Without having a meaningful and autonomous governance structure within, and a meaningful economic integration/cooperation between the countries above and the greater Horn of Africa, who in his/her right mind can think of prosperity and economic development? In my modest opinion, drawing a direct parallel initiative with that of the US Marshal Plan for Western Europe to the African continent is not only wrong but also a wishful initiative.
Can Germany curb the influx of migrants via the post-WWII type ‘Marshall Plan’ for Africa?
The Germans are clear in their intention to support Africa through boosting its economies and creating jobs with the ultimate intention of parching the flow of migrants into Europe from the continent. The Germans intend to invest in the public and private sectors in Africa so that to unveil the success stories of the US originated Marshall Plan in post-WWII Western Europe. Germany’s Development Minister, Gerd Müller, will announce the detailed of the ‘Marshall Plan for Africa’ as reported by Reuters “drawing a direct parallel with the huge U.S. investment program that kick-started the ravaged German economy after World War Two.” According to Reuters, Gerd Müller said “[w]e have to invest in these countries and give people perspectives for the future”. The Germans initiative is not humanitarian when the respected minister of development, Gerd Müller says “[i]f the youth of Africa can’t find work or [have] a future in their own countries, it won’t be hundreds of thousands, but millions that make their way to Europe.” From the speeches of Minister Gerd Müller the target countries must be those countries originating migrants although the Plan’s flagship is a “Marshal Plan for Africa”.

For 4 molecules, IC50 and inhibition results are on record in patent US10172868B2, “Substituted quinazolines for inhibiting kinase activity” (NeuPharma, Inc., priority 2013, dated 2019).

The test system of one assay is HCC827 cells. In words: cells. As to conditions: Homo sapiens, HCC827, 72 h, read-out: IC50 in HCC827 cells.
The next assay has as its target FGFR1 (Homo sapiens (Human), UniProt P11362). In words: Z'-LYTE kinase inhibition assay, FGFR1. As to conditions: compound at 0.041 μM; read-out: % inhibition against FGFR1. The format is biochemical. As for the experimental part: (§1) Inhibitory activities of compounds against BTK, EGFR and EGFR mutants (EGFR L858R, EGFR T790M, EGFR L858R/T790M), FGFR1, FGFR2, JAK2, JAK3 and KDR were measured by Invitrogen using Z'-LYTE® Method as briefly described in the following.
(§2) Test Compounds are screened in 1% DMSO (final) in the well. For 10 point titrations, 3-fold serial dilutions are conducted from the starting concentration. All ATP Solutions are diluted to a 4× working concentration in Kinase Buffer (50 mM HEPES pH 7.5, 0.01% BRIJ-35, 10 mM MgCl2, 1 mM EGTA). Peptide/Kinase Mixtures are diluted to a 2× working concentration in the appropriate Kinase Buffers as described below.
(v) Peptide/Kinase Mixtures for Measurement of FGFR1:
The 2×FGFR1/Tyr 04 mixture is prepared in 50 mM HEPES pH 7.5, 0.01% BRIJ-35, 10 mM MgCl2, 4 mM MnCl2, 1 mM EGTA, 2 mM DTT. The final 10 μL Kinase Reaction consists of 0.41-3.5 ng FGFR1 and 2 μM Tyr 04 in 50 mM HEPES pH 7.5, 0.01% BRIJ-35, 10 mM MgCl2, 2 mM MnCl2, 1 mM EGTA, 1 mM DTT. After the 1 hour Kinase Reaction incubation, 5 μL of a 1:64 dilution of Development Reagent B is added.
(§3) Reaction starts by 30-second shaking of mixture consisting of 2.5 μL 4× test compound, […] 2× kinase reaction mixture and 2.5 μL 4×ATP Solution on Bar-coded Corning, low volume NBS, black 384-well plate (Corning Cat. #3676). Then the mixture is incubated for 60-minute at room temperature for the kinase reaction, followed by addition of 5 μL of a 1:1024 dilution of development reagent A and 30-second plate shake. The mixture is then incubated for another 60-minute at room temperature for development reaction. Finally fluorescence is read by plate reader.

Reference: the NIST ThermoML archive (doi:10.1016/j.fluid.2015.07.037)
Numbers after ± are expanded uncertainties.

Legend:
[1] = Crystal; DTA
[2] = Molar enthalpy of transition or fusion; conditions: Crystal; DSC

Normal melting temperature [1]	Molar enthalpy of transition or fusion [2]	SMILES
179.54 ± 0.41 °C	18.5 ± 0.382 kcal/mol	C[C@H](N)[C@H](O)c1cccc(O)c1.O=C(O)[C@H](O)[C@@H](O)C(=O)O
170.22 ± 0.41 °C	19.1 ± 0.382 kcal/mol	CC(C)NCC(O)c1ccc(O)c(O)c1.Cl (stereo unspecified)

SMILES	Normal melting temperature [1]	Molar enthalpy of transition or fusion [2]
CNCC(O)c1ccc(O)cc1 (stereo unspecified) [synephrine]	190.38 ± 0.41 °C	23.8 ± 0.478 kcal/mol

I contend the Germans’ initiative will not be realized for the following reasons:
- First, drawing a blue print/’Marshall Plan’ from one’s luxury office for such a grandiose and continental program without consulting with beneficiary African countries is a wrong start. I believe this sort of initiative requires major economic and political structural changes within the apparently aid recipient African countries. Beyond that, it is not clear whether or not aid recipient African countries will be willing to volunteer and work with the Germans and their allies to realize the would-be Plan.
- Second, “drawing a direct parallel” for their new Marshal Plan for Africa with that of the US initiated Marshall Plan in post-WWII Europe is not correct. Here is why. Europe had the will, the leadership and institutions when the Americans initiated their Marshall Plan to rebuilt Western Europe. Africa, in particular East Africa which is home to the most inept leaders in the planet earth is unlikely to benefit from the Germans new initiative under the would-be new ‘African Marshall Plan’.